if you grew up in the nineties

Summer holidays bring on the nostalgia. Endless days of light and warmth, gangs of friends, sunburnt mornings at the beach, afternoon rides through shady streets, nights spent lying in fresh grass, counting the stars. These were the months of freedom and youth and invincibility, long before we understood how precious and rare and fleeting these privileges would be.

Along with the many books I devoured while swinging in hammocks, bookmarked with sand and dripped on by ice cream and mango, movies held a particular magic for me in those days. Narrative was still untainted by the poser’s need to be subversive. Adventures were pure and real and simple. Before the ubiquity of computer animation, never-ending franchises and much-hyped adaptations, movies were singular, fleeting and sublime. These are the stories that shaped my wonder, and still hold magic for me, even now.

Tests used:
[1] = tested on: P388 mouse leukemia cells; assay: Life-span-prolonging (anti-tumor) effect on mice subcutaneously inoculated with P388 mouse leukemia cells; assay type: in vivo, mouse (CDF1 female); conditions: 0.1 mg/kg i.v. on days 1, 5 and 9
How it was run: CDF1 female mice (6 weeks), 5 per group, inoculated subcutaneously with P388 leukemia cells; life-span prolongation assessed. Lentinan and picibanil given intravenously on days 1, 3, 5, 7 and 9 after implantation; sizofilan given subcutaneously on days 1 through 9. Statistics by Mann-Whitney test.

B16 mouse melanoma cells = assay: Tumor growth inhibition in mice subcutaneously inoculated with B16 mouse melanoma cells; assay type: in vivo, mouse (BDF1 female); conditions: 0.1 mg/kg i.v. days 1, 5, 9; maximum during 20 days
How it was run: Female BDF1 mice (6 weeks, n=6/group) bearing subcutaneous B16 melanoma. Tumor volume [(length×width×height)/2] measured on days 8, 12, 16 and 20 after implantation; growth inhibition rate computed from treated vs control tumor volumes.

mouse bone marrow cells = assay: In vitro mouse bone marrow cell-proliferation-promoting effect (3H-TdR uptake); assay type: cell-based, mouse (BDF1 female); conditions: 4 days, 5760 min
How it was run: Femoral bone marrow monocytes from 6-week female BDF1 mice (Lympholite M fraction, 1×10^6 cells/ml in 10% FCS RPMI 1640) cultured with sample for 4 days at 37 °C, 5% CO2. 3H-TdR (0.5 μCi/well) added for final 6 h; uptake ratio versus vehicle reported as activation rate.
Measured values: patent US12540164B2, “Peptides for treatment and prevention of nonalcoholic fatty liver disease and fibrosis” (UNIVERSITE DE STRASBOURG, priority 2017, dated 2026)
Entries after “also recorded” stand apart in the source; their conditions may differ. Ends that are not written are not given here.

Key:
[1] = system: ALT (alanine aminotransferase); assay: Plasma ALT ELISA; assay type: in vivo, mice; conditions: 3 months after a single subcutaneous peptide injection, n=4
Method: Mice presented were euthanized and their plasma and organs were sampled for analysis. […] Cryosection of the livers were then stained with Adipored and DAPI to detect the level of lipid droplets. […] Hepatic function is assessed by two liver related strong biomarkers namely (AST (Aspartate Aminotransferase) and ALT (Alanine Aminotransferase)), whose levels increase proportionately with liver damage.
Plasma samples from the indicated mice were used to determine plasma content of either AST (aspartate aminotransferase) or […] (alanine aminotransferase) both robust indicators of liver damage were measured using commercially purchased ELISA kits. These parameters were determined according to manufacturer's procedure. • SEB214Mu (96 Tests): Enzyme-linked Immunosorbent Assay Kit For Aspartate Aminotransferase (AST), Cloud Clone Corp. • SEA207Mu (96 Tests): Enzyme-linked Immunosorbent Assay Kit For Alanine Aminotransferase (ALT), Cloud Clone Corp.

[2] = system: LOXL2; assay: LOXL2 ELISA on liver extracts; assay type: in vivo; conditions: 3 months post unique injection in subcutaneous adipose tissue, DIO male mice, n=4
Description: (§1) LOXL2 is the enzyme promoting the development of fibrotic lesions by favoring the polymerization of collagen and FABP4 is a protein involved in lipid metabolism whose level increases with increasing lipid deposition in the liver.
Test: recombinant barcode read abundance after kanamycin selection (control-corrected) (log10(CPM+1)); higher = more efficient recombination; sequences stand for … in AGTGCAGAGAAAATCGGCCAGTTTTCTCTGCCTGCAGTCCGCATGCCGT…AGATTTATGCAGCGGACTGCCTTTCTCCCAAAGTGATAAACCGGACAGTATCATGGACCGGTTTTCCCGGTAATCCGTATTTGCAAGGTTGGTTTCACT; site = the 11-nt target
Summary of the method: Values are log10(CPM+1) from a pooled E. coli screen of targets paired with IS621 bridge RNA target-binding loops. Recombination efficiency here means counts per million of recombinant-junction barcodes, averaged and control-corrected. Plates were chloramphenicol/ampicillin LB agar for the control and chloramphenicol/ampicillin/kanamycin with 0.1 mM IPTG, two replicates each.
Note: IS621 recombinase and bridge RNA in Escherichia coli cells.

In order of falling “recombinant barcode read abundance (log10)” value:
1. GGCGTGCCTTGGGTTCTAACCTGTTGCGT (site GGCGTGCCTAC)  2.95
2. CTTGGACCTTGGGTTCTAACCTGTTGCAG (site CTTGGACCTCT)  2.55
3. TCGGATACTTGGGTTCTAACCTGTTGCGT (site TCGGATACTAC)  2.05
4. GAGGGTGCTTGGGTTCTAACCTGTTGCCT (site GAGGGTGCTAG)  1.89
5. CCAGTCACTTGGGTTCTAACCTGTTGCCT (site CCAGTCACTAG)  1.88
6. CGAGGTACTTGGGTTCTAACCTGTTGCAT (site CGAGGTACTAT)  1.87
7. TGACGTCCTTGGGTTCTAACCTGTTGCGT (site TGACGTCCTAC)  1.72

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writing seasons

No this will not be a discourse on the figurative seasons of a writer’s life. There are plenty of those oozing around the web and many more hidden in forgotten spiral notebooks on your study shelves.

Right now I’m focused on a much more literal literary problem. I’m interested in the craft of writing seasons.

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in celebration of spring

As a musician I’ve spent almost every Spring of my professional life preparing for some kind of Christmas event, which means the writing, arranging, composing, auditioning, rehearsing, directing, and performing circus has dominated my life with refrains and tinsel from about September onward. All this is fine except that Spring is one of my favourite times of year and I only glimpse it from the windscreen of my car as I drive from venue to venue.

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